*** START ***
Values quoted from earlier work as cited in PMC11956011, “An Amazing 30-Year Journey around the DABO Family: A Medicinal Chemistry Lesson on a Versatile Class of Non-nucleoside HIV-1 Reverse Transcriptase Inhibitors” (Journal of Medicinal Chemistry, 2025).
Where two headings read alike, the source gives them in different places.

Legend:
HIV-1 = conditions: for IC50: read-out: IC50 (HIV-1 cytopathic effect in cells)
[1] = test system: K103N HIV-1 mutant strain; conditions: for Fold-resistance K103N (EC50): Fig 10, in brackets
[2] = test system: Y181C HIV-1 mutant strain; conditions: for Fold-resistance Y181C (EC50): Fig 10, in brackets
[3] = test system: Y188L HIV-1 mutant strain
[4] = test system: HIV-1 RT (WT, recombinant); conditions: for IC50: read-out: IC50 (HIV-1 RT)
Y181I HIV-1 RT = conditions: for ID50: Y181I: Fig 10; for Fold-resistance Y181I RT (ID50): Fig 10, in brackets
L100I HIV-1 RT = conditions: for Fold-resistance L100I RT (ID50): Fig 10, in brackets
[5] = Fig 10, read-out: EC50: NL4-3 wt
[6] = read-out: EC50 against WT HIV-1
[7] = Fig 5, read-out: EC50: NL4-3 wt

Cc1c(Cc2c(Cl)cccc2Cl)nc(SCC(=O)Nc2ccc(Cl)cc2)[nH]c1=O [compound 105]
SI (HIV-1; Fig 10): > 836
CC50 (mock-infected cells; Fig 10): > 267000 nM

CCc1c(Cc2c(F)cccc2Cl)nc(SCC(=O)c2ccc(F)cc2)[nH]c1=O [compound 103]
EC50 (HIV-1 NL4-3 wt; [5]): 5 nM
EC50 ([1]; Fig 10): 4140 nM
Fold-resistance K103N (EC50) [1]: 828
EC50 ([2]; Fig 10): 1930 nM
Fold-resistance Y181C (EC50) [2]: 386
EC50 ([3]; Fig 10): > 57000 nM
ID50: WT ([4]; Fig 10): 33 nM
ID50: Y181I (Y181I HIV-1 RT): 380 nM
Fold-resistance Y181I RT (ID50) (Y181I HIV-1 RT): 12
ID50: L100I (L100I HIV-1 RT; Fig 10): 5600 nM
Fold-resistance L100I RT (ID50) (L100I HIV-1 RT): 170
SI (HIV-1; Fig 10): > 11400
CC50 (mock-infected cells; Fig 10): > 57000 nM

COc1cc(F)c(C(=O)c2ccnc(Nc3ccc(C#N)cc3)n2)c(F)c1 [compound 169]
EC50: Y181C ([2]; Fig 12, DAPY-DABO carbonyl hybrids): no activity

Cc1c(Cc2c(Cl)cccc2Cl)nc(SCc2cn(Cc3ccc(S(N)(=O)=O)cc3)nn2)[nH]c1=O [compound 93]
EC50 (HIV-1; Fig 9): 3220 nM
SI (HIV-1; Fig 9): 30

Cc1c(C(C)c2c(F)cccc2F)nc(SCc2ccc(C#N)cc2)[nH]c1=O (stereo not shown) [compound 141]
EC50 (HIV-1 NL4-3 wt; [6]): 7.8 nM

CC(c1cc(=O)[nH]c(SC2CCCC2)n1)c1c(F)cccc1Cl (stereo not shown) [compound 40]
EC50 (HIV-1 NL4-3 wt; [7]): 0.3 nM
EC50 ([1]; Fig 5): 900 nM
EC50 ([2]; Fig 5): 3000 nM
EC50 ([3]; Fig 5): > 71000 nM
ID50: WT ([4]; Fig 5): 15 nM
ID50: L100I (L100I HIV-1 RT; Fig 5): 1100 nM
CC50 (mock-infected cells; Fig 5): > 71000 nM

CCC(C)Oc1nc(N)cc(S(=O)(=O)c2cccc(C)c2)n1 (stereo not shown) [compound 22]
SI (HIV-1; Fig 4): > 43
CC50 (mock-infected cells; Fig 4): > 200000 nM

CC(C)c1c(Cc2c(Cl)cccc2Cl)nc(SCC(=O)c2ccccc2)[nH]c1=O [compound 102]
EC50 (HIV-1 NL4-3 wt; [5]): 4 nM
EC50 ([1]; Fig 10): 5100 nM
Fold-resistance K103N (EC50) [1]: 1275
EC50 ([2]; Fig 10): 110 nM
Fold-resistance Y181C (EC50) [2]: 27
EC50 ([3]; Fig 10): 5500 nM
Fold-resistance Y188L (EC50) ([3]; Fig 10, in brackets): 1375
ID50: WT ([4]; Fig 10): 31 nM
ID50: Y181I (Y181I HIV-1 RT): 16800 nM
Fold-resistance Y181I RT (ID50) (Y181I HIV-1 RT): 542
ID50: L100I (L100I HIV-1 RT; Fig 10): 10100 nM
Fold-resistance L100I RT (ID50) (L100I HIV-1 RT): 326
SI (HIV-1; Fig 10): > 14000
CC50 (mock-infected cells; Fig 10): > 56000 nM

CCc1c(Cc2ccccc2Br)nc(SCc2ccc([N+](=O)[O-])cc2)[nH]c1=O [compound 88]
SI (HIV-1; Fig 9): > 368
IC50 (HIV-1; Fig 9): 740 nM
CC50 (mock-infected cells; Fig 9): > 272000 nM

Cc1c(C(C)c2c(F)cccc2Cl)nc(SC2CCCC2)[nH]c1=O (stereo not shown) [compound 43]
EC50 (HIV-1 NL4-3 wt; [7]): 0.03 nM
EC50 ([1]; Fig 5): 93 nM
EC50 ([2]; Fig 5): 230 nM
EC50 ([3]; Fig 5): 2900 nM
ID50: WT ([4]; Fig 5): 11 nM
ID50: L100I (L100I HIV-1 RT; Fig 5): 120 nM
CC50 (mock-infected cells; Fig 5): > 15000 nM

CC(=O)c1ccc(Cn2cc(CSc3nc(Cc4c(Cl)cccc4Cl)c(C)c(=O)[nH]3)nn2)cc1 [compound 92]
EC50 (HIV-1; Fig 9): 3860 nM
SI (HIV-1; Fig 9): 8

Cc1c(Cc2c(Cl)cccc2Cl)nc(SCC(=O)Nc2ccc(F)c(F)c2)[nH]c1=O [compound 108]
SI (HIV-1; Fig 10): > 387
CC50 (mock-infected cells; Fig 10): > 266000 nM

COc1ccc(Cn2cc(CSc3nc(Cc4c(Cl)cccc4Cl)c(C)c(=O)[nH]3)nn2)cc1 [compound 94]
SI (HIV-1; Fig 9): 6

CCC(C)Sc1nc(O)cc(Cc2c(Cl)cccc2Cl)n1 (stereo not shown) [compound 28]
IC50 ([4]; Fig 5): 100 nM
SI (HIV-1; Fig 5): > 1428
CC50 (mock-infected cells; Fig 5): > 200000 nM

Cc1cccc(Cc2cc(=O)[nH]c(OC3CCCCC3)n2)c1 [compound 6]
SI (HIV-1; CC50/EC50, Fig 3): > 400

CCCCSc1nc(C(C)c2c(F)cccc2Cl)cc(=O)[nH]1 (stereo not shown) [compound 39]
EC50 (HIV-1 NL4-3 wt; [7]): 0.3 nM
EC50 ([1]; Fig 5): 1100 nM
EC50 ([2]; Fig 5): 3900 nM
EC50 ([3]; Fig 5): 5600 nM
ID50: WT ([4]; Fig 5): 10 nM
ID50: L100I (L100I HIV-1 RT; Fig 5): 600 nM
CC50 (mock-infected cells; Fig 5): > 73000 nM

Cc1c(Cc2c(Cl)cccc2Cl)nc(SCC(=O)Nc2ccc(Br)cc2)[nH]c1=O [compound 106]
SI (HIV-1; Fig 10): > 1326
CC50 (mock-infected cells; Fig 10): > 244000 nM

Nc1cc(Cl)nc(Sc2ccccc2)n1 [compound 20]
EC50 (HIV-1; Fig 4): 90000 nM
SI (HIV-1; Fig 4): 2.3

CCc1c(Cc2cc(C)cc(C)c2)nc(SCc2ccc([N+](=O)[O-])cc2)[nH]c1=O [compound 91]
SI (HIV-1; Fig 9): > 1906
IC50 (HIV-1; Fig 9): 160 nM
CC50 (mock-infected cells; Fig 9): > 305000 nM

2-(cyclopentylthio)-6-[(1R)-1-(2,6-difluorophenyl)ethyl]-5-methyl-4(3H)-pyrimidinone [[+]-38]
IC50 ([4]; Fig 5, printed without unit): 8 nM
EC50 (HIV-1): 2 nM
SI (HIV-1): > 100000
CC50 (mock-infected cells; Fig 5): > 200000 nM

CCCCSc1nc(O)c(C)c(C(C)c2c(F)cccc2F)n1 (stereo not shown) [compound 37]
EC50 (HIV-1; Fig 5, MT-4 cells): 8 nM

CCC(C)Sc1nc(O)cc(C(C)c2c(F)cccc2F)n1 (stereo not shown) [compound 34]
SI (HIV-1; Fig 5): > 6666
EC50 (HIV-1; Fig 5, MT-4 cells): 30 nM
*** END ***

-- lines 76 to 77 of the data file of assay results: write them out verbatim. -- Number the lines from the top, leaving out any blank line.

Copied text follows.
CC(=O)c1ccc(Cn2cc(CSc3nc(Cc4c(Cl)cccc4Cl)c(C)c(=O)[nH]3)nn2)cc1 [compound 92]
EC50 (HIV-1; Fig 9): 3860 nM